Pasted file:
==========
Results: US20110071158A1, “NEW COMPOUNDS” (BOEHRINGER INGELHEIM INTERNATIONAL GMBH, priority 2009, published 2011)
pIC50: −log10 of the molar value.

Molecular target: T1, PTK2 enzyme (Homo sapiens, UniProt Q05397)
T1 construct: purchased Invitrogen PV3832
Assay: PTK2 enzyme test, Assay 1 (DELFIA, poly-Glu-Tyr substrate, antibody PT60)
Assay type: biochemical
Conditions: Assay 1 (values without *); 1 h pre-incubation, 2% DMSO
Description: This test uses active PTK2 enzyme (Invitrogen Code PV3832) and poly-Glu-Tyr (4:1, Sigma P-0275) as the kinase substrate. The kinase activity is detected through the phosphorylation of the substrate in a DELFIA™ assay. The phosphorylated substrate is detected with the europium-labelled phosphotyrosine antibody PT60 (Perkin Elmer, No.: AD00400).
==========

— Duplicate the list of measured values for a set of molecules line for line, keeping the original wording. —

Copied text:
Results: US20110071158A1, “NEW COMPOUNDS” (BOEHRINGER INGELHEIM INTERNATIONAL GMBH, priority 2009, published 2011)
pIC50: −log10 of the molar value.

Molecular target: T1, PTK2 enzyme (Homo sapiens, UniProt Q05397)
T1 construct: purchased Invitrogen PV3832
Assay: PTK2 enzyme test, Assay 1 (DELFIA, poly-Glu-Tyr substrate, antibody PT60)
Assay type: biochemical
Conditions: Assay 1 (values without *); 1 h pre-incubation, 2% DMSO
Description: This test uses active PTK2 enzyme (Invitrogen Code PV3832) and poly-Glu-Tyr (4:1, Sigma P-0275) as the kinase substrate. The kinase activity is detected through the phosphorylation of the substrate in a DELFIA™ assay. The phosphorylated substrate is detected with the europium-labelled phosphotyrosine antibody PT60 (Perkin Elmer, No.: AD00400).